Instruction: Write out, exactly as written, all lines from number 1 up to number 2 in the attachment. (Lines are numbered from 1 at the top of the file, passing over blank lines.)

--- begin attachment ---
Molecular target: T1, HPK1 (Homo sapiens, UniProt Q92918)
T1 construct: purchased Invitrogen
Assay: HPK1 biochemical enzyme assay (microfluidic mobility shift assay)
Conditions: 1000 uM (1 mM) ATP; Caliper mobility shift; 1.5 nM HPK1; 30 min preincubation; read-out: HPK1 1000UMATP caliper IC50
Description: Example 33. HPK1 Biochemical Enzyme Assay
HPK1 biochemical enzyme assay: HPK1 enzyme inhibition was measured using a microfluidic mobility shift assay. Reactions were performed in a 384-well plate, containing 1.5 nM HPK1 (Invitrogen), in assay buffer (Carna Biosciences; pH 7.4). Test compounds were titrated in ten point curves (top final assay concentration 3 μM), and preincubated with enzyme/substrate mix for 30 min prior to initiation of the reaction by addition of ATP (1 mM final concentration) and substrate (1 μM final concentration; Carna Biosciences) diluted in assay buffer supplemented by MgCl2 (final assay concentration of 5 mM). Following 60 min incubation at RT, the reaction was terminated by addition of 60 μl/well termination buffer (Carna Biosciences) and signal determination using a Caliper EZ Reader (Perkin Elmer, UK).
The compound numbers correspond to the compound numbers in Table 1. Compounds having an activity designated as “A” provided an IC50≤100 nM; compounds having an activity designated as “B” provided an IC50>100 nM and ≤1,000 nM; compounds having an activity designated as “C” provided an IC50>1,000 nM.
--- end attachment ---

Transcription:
Molecular target: T1, HPK1 (Homo sapiens, UniProt Q92918)
T1 construct: purchased Invitrogen